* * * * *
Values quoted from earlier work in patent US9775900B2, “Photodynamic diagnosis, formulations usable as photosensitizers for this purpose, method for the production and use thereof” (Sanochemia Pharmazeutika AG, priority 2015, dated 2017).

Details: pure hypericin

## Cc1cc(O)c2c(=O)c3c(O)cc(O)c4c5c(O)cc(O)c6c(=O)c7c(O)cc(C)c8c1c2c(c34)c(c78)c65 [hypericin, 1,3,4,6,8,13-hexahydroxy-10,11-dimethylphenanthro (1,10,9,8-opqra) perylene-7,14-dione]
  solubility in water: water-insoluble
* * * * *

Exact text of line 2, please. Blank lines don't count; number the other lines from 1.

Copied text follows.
Details: pure hypericin